A teen shut-in creates a camera from his room as a conduit to the world.
Kay, a screenplay character, currently only lives in the words and minds of Arnold Lim and Claire Mulligan.
A consummate visual artist, Lim’s passion for the project led to critical cash and in-kind funding that puts the short film Obscura in the spotlight next fall.
Just over a year ago Lim – a filmmaker, photographer and photography manager – joined the Directors Guild of Canada, British Columbia (DGC), the national labour organization that represents more than 5,000 key creative and logistical personnel in the screen industry.
In 2021, he pitched Obscura for a Greenlight award that includes $30,000 in cash and $75,000 of in-kind services, which can cover anything from lighting to casting to gear.
He started writing Obscura in 2020 alongside Mulligan. Aside from being among his favourite writers, Mulligan is an accomplished Victoria writer and editor who also teaches at Camosun College and the University of Victoria.
A jury reviews scripts blind and selects five top contenders – Obscura made the short list last year, but didn’t win.
Despite the talent it was up against, Lim said it was a blow to lose. On top of that, colleagues recommended scrapping Obscura and pitching another project altogether this year.
“I had concerns about whether the project would happen,” Lim said.
Heart and soul, he was invested.
Obscura, in part, explores a phenomenon from the 1990s called hikikomori, Lim explained. At that time, doctors and scientists in Japan noticed primarily young men and teens locking themselves in their rooms for months to years to indefinitely – and it spread.
The screenplay follows lead character Kay, a teen sequestered in this room who creates a camera obscura.
“I wanted to tell a diverse story that was not just about diversity. This is a Canadian story,” Lim said.
Some of the explorations of loneliness and how society approaches mental health are reflective of his challenging youth as a Korean-Canadian kid growing up in the remote mountain town of Blue River, B.C. On reflection, Lim says, he at times chose to be alone so it was his choice instead of loneliness thrust upon him.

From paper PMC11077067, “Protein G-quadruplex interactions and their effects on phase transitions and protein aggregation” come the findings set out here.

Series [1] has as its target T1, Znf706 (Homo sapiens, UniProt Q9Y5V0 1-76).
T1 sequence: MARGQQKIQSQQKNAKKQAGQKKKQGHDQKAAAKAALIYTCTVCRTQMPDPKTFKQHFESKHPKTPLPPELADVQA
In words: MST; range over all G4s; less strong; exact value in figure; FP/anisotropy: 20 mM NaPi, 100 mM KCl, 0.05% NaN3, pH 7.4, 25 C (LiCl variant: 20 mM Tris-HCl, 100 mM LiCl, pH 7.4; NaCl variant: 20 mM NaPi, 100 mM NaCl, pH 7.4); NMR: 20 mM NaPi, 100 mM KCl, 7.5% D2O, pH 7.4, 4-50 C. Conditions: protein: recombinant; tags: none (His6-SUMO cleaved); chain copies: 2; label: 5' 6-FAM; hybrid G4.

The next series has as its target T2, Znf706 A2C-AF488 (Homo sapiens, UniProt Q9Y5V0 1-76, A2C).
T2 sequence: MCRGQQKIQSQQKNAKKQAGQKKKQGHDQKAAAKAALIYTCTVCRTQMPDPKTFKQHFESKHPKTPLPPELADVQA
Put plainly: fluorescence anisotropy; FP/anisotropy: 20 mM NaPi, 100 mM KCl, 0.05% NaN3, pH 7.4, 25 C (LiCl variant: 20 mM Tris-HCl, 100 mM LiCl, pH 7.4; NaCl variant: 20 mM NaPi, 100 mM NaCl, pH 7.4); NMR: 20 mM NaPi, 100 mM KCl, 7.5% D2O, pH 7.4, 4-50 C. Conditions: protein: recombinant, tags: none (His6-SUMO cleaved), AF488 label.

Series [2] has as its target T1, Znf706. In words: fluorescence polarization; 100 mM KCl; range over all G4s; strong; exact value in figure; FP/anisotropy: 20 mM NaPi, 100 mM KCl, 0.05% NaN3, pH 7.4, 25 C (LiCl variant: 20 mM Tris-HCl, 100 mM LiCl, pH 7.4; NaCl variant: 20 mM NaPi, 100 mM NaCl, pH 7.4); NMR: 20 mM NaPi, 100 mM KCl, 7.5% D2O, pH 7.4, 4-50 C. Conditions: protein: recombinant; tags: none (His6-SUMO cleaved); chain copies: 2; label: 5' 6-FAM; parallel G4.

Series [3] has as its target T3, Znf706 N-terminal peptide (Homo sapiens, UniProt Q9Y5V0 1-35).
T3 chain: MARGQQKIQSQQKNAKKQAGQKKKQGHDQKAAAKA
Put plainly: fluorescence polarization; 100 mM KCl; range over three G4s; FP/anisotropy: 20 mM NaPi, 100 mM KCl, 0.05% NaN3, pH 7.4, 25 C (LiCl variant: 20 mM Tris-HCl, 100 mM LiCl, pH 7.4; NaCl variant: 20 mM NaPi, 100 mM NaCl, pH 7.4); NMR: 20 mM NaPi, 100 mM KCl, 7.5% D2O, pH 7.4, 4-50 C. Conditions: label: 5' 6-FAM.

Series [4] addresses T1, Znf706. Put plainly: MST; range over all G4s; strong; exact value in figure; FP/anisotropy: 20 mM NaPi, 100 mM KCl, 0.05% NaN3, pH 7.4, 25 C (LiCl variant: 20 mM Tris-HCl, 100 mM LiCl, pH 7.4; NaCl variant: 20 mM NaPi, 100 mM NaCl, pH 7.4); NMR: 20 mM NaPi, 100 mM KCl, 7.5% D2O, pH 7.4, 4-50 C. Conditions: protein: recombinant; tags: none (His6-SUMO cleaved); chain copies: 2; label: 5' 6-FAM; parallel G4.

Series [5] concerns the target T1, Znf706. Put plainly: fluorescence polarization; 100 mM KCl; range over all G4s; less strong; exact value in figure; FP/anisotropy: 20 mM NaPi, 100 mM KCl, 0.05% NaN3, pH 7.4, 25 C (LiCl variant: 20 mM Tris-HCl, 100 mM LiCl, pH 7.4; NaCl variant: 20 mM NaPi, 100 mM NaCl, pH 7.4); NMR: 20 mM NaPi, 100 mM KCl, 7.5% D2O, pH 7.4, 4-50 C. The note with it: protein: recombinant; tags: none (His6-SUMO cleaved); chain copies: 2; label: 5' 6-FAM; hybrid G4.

“I remember how isolating that felt,” he said.
Instead of abandoning the project, he invested time in a rewrite and Obscura again made that short list.
This year, instead of a computer link, he appeared in Van City Theatre in front of an audience of a couple hundred peers. The nerve-wracking appearance started with a five-minute pitch – a pitch he practised for hours alone in his car with the sunshades pulled low.
He had it down to a science, but in front of others his cadence slipped a notch and he didn’t quite finish.
Then came the question-and-answer period, where Lim credits his years as a journalist for feeling far more comfortable. Then the jury deliberated while the audience watched last year’s winning pitch – before announcing Lim’s project this year’s winner in the “established” category.
“I was stunned. There were some really powerful pitches I was impressed with.”
Now Lim as director, producer and co-writer with Mulligan, also a co-writer and producer, have until September 2023 to develop the film to premiere at next year’s showcase.
“I get to tell a story I’ve never seen before … but also it gives me an opportunity to grow and learn as an artist,” Lim said.
He’s already held meetings with those in the industry interested in working on the project. Bringing projects like this to Vancouver Island, and Greater Victoria specifically are important to the Saanich resident.
“My film family is in Victoria. These are the people that I love and love me,” he said, describing the region as filled with passionate individuals who punch way above their weight class, per capita.
“Every project I do, we want to put every dollar we can on the screen and that’s possible because of the people here and how much they give.”
Both his project and accolade lists are long. The award-winning director, producer and photojournalist is also executive producer of the Black Press Video Networks. Known for his work on All-in Madonna, The Cameraman and Godhead, his films have screened internationally including at the Toronto International Film Festival and has programmed for film festivals including the Vancouver Asian Film Festival and Victoria Film Festival.
His latest short, My Name is Arnold, played at the Vancouver Asian Film Festival in Vancouver on Nov. 6 and won the audience awards for Best Overall Short Film and Best Performance. The same film earned a Canada Council for the Arts Grant ($35,000) and B.C. Arts Council Media Arts Grant ($25,000) last year.